Treating chronic wounds with live biotherapeutics

Angharad Baldwin talks to Evelina Vågesjö, CEO, and Peter Frank, Drug Development Manager, of Swedish biologics company, Ilya Pharma, about using live bacteria to treat chronic wounds

Ilya Pharma puts “science first.” Cofounded by Evelina Vågesjö and Professor Mia Phillipson in 2016 and based in Uppsala, Sweden, the company is pioneering an organic mechanism to treat skin and mucosal wounds, redefining drug delivery by using live bacteria to produce the active therapeutic in the wound.

While working on her PhD project in Professor Phillipson’s lab at Uppsala University, Vågesjö et al. discovered a new mechanism in tissue regeneration. The chemokine CXCL12 was found to directly contribute to blood flow regulation in injured tissue, acting through a specific type of immune cell and affecting its behaviour locally.

The laboratory hypothesised that if they could amplify the effect of this chemokine, the restitution of the ischaemic tissue could be accelerated. Identifying the clinical potential of this discovery and seeing room for improvement in the wound care market, Ilya Pharma was founded.

Initially, a plasmid was engineered to optimally work in lactic acid bacteria and also to encode one of an array of chemokines or chemotactic proteins. Next, different strains of lactic acid bacteria were electroporated with the modified plasmid. Early stability, safety and expression experiments yielded positive results, so the delivery mechanism was refined to meet a very big but, as yet, unmet medical market — treating chronic wounds.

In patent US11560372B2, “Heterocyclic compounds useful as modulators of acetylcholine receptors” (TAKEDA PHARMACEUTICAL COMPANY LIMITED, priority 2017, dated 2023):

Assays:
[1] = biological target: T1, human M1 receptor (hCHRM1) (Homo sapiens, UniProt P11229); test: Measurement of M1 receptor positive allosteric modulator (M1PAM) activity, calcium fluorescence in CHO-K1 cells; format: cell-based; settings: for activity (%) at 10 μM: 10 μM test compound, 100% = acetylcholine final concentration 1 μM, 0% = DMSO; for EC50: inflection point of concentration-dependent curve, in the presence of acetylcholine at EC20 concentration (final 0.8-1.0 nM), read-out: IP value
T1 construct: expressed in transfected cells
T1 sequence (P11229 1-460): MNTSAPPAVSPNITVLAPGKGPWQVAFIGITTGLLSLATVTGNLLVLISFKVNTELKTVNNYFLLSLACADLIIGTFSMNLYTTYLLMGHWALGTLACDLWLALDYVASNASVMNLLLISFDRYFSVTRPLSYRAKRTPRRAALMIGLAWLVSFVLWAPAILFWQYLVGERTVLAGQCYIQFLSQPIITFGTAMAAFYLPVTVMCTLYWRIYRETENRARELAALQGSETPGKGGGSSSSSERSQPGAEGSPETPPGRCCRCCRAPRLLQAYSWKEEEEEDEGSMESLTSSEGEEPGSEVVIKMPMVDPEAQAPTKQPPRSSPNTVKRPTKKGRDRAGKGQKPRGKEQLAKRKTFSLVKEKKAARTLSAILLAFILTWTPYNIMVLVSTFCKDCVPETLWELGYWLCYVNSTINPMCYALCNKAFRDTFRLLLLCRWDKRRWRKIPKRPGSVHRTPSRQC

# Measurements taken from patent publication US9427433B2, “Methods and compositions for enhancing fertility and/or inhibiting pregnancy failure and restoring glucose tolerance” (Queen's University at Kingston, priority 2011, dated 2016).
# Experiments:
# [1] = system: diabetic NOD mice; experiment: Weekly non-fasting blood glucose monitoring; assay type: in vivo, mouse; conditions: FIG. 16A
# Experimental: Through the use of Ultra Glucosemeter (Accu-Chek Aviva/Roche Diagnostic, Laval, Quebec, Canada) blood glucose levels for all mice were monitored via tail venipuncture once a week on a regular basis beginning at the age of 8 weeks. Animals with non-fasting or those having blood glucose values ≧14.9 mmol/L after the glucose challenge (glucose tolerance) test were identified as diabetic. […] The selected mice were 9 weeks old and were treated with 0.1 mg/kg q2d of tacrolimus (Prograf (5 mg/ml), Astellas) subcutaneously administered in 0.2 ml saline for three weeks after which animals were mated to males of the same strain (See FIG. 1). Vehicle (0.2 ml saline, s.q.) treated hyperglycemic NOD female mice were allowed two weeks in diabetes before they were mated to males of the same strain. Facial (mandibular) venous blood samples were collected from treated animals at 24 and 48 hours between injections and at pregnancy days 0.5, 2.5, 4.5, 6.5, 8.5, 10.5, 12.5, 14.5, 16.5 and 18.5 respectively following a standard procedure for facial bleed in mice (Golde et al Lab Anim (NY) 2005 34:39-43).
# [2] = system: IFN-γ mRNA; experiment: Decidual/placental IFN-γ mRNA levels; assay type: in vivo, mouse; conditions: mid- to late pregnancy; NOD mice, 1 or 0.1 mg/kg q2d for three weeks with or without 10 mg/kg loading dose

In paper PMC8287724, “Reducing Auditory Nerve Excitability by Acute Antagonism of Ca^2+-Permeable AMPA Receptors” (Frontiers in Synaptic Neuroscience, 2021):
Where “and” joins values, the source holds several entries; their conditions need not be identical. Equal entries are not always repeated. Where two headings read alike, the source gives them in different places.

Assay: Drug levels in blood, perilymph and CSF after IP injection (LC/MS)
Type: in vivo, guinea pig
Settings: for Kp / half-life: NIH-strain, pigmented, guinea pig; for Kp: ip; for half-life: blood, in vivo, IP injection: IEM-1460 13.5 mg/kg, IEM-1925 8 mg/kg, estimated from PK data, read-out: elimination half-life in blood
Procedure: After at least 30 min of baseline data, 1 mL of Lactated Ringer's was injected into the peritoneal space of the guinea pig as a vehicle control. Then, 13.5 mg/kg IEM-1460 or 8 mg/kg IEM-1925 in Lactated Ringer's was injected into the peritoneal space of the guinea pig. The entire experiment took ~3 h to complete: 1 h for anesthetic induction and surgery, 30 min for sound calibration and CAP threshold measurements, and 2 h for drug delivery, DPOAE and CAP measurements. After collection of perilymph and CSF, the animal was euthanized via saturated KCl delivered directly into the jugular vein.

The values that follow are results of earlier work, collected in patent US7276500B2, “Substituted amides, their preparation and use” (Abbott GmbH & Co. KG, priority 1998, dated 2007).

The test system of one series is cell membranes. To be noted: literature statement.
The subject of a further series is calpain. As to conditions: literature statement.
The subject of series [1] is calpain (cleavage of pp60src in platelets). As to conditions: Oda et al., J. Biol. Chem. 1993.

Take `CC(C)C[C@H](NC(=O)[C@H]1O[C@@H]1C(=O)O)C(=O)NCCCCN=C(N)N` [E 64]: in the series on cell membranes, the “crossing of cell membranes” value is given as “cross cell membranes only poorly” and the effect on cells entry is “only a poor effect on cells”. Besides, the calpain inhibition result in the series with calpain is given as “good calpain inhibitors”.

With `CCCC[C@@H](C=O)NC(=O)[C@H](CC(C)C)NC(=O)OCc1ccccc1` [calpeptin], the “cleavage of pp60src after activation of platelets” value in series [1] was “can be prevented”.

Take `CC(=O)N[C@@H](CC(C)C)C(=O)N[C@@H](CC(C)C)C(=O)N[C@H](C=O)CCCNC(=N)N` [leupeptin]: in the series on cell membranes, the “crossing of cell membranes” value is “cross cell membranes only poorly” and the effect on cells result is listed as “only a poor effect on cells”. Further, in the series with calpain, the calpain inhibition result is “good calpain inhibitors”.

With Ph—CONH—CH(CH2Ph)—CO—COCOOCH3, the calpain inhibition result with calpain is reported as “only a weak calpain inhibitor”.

Based on the concept that immune cell behaviour could be altered by CXCL12 in a similar way and utilised in injured skin to drive the regeneration phase, the onsite drug delivery system was tested. When placed in the chronic wound of a patient, the genetically modified bacteria produce and secrete the chemokine for about 1 hour, activating the patient’s immune cells and leading to accelerated tissue repair.

Now the treatment’s mechanism of action has been elucidated, Frank explains that the company is conducting risk assessments and making sure a safe and sterile product can be produced. “Carefully designing a scaled-up manufacturing process is key,” he says, “as are finding ways to continue developing this innovative product.” Frank comments that in August this year, Ilya will be the first company to move into the recently built Testa Centre in Uppsala. The Swedish government, wishing to make the country a biomanufacturing power house, invested heavily in developing the centre, supported by GE Healthcare.

In January this year, preclinical results and the mechanism of action of the drug delivery method were published in PNAS. The company is now ready to embark on clinical trials for this radically different treatment, which are due to start in spring 2019. The company is also currently preparing for a pre-IND meeting with FDA. And, if Phase I is a success, they hope to start recruiting for Phase II clinical trials, which are set to begin in 2020.

Vågesjö comments: “Currently, microbiome therapeutics and biologics are emerging, and this is an ideal time to be making such exciting strides in this fast developing field.”

Looking ahead to the future, Vågesjö says that the company is working on a new oral treatment for inflammatory bowel disease. “We’ve learnt a great deal about fulfilling regulatory requirements early on in development,” notes Franks, “and how that expedites time to market, which we’ll certainly apply to the new oral treatment.”

At the heart of the company, though, is its science first approach. Maintaining this outlook is paramount to Vågesjö, who talks convincingly of being inspired by the therapeutic potential of the discovery, being scientifically minded — even in business — and striving to put Ilya Pharma on the map. And I’ve no doubt that the therapeutic market will see many new exciting developments from this astute Swedish company.

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